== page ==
Strategies & Tactics

Rebecca Mosley on Leading and Learning to Let Go

February 1, 2018

Rebecca Mosley Highlights:


Current job title: Managing Partner, Kiterocket

Previous executive role: Co-founder, Duo PR

Other leadership positions: Chair, 2018 Counselors Academy Spring Conference 


How can PR executives make the leap from manager to true leader?

Let go. Direct less. Question more.

As with most agencies, we started small. There were two of us. We did everything. Then we grew and brought in employees, who were great. But we could still do everything faster or better ourselves. Explaining things took too long. We didn’t want to let anything out of our control.

And then we grew some more. And the sheer volume of employees and business forced us to learn to let go. It was wonderful, until the time came for my second leadership lesson: that I was sabotaging my efforts at leadership by managing people. I told employees what to do, how to do it and when it needed to get done. I wasn’t teaching my team how to solve problems or create a plan; I was teaching them how to execute my plans.

I felt I was the only one thinking critically or coming up with creative ideas. So, I stopped doing my team’s thinking and started asking them questions instead. I learned that while their way may not be exactly how I’d do it, it was OK, and often brilliant.


What are the tenets that have fueled your greatest leadership successes?

The more skin in the game that team members have, the better they perform and the more they want to perform. Allowing decision-making to happen without my involvement, and allowing team members to stumble and recover without my stepping in, is still hard for me. But it empowers people to do well on their own, and to learn from their own experiences.

Everyone loves a raise or bonus. But beyond the money, it’s acknowledgement that your team craves: “You’ve worked hard, and you deserve this.” That encouragement and acknowledgement — both privately and publicly — is a powerful motivator, especially during lean times when large raises or bonuses aren’t possible.


What were the biggest leadership challenges you faced, and how did you manage them?
 
I call one of them “The Art of the Right Fit.” I have always hated to give up on projects or people. For a long time, when an employee wasn’t excelling, I viewed it as a challenge that required more hand-holding, more classes, etc. And then something I’d read finally clicked: “If you had to rehire everyone in your office, today, would you?”

At that time, the answer for me was no. We let staff go the next day. They weren’t right for us. And chances are, we weren’t right for them, either.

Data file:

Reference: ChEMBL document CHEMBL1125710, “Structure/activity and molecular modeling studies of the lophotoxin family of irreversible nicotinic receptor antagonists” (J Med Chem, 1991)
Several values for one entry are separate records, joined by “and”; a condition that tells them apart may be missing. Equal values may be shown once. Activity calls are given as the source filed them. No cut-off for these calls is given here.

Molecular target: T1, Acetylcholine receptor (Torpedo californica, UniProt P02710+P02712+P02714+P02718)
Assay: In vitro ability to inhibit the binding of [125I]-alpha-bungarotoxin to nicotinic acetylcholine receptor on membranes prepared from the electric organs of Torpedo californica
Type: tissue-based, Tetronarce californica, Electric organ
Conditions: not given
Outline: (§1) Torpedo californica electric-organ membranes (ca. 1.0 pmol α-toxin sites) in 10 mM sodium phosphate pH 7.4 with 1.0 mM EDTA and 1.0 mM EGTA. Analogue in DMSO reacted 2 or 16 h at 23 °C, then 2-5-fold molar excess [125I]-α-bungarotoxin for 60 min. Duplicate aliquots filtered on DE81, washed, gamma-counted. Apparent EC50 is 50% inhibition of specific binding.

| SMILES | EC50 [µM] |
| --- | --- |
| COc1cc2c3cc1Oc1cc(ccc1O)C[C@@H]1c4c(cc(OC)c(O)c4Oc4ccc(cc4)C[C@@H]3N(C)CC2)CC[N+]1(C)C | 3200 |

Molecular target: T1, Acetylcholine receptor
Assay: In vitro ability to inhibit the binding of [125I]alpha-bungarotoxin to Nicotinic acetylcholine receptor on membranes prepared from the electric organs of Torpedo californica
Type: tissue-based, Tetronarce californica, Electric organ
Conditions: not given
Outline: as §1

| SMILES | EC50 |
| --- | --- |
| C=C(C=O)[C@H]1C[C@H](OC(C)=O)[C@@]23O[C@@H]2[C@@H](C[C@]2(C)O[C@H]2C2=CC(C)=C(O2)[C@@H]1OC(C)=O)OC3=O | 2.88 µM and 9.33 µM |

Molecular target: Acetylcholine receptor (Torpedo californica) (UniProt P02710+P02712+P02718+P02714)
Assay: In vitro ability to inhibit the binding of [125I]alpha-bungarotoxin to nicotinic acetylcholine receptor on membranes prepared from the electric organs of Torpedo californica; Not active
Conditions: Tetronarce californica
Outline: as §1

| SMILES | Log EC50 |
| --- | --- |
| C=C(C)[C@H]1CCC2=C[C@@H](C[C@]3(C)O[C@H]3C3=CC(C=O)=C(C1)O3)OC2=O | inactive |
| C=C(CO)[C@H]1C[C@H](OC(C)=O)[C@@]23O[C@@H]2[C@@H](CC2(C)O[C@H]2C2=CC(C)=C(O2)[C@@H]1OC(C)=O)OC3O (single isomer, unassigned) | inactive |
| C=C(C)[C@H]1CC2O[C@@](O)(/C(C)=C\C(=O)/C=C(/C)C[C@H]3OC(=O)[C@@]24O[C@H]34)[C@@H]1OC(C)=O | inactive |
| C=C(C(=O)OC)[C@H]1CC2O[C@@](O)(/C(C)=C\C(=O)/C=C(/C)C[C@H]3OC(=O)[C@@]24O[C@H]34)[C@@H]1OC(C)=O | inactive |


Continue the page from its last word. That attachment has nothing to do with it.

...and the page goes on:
Another leadership challenge that’s left a lasting impact on me is one I call “You Can’t Do It All, at Least Not on Someone Else’s Schedule.”

A few years ago, I got divorced and merged my firm, all within six months. It was hell. I was single-parenting, tired and cranky. More than anything, I felt guilty — that I couldn’t get into the office on time, that I couldn’t stay late, that I was plunking my kids in front of the TV so I could work at night. I stopped feeling guilty when I realized that no one was jotting down what time I arrived at the office, and that I could delegate at least 70 percent of my to-do list and give my team challenges that would help them grow. My role wasn’t to be the woman who does everything, but the leader who shows my team how to focus on things that matter — both in and out of the office.

Ken Jacobs

Ken Jacobs is principal of Jacobs Consulting & Executive Coaching. Visit his website (www.jacobscomm.com) and contact him by email (ken@jacobscomm.com) or Twitter (@KensViews).
 

Comments

Lucy Siegel says:

I’m sure that behind Rebecca’s success as an agency owner lies her willingness to subject herself to self-examination. Not all agency owners are willing or able to do that honestly. Many years ago I worked at an agency owned by someone who wasn’t able to do this, and the result was too-frequent turnover of key staff members. The agency owner/CEO was unable to see things from the staff’s point of view to see how the CEO’s decisions were affecting them, and that led to resentment. Yet the CEO couldn’t understand why the agency had a turnover problem. It all stemmed back to a self-examination failure.

Feb. 15, 2018

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